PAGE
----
January 25, 2006

The Strength of Internet Ties

Acknowledgments

On behalf of the Pew Internet & American Life Project, the authors would like to acknowledge contributions to this study by the following people: Shyon Baumann, Victoria Boase, Wenhong Chen, Rochelle Côté, David Lazer, Bonnie Erickson, Jane Fountain, Bernie Hogan, Miki Itano, Tracy Kennedy, and Beverly Wellman. This material is based upon work supported by the National Center for Digital Government, by the National Science Foundation under Grant No. 0131923, by the Pew Internet & American Life Project, and by the Social Science Research Council of Canada’s Netting Together research grant.

About the Pew Internet & American Life Project: The Pew Internet Project is a nonprofit, nonpartisan think tank that explores the impact of the internet on children, families, communities, the work place, schools, health care, and civic/political life. The Project aims to be an authoritative source for timely information on the internet’s growth and societal impact. Support for the project is provided by The Pew Charitable Trusts. The project’s website: www.pewinternet.org

Barry Wellman studies networks — computer, communication, and social. He learned to keypunch as a Harvard graduate student in 1964 and has played with computers ever since. Now Professor of Sociology and Director of NetLab at the University of Toronto, Wellman has written more than 200 articles, including “Physical Place and Cyber Place: The Rise of Networked Individualism” and “The Community Question.” He’s edited three books: Social Structures: A Network Approach, Networks in the Global Village, and The Internet in Everyday Life. He’s currently directing the Connected Lives project and the Transnational Immigrant Entrepreneurs project.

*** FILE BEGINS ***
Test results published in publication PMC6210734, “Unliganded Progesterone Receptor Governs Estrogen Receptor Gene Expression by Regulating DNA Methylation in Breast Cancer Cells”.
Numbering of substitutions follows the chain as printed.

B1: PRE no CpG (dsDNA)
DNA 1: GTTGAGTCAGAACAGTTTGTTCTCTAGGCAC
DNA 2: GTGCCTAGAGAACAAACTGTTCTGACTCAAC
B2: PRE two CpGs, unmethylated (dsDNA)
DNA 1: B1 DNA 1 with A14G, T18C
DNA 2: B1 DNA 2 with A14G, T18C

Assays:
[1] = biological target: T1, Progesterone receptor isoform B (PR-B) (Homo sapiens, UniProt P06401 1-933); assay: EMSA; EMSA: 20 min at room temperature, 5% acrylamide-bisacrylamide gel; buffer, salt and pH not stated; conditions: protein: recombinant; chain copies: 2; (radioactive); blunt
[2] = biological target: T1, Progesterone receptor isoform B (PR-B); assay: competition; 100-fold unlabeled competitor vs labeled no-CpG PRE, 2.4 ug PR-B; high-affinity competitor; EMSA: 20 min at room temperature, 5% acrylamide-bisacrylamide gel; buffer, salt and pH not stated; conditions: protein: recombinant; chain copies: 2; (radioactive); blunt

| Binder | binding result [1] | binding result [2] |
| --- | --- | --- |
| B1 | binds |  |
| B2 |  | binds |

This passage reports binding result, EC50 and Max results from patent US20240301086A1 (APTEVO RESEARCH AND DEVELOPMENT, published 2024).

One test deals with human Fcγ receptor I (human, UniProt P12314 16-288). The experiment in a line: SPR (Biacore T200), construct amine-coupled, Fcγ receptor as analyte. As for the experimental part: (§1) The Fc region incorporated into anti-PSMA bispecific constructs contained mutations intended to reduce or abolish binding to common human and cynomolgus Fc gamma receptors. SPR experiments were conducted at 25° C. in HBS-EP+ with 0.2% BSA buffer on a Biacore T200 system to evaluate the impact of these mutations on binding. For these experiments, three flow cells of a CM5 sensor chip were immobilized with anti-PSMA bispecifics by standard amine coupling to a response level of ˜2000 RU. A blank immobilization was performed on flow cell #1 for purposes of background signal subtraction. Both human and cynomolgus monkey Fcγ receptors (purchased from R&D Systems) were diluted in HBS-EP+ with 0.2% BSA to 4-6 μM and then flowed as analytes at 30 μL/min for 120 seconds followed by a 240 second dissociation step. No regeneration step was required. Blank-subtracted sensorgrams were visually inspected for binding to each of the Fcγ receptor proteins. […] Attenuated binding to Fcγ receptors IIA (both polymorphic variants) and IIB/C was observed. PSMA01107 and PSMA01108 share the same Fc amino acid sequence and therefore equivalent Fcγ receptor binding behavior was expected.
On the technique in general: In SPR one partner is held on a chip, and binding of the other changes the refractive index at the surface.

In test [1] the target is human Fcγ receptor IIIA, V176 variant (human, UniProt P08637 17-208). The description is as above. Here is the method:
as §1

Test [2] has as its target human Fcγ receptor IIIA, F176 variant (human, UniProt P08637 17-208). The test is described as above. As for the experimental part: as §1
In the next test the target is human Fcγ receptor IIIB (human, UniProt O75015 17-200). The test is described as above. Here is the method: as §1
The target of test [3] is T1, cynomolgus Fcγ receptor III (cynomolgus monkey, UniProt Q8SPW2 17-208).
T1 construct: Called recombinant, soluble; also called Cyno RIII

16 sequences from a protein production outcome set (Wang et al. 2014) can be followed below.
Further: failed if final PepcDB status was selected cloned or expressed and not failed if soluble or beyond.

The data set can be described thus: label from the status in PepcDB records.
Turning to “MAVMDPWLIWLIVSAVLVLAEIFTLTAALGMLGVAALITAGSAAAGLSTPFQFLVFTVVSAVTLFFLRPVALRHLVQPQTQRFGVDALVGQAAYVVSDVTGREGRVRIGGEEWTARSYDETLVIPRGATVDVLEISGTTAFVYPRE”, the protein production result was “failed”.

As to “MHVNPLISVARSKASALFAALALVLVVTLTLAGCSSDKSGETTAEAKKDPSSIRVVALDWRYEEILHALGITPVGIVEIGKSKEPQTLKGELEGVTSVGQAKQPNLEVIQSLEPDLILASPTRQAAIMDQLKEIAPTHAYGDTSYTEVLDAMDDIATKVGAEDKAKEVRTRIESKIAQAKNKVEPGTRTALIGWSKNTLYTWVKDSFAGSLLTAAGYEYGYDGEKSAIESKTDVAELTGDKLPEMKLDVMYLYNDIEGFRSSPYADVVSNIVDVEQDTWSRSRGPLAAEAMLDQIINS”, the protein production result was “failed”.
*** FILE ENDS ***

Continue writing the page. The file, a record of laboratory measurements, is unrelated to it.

Jeffrey Boase is currently a doctoral student in the department of sociology at the University of Toronto, an active member of NetLab, and a fellow at the University of Toronto’s Knowledge Media & Design Institute. While working on his doctoral thesis he spent a year at Harvard University as a fellow at the National Center for Digital Government. His dissertation research examines the role of the internet in maintaining relationships and accessing resources. In addition to his collaboration with Pew Internet & American Life Project, Mr. Boase helped design NetLab’s Connected Lives study. He has also collaborated with researchers at the University of Tokyo and Meiji Gakuin University to study the social implications of mobile phone based text messaging in Japan.

About Princeton Survey Research Associates International

PSRAI conducted the survey that is covered in this report. It is an independent research company specializing in social and policy work. The firm designs, conducts, and analyzes surveys worldwide. Its expertise also includes qualitative research and content analysis. With offices in Princeton, New Jersey, and Washington, D.C., PSRAI serves the needs of clients around the nation and the world. The firm can be reached at 911 Commons Way, Princeton, NJ 08540, by telephone at 609-924-9204, by fax at 609-924-7499, or by email at ResearchNJ@PSRA.com

At the firm, the surveys were overseen by Kristen Purcell, Ph.D. She is a Senior Project Director whose expertise includes media technology, women’s policy issues, and exercise and health behavior.  Since joining PSRAI in 1998, she has implemented multi-year, national research projects for the Pew Internet & American Life Project, the Robert Wood Johnson Foundation, the Kaiser Family Foundation, and the Center for the Advancement of Women.  Dr. Purcell’s technical expertise includes telephone and internet survey design and analysis, media content analysis, and focus group research.  She has been on the faculty at Franklin & Marshall College, Rutgers University and Fairleigh Dickinson University, and her work has been published in a variety of journals and edited volumes including Sociological Inquiry, Sociological Forum, and Risk in the Modern Age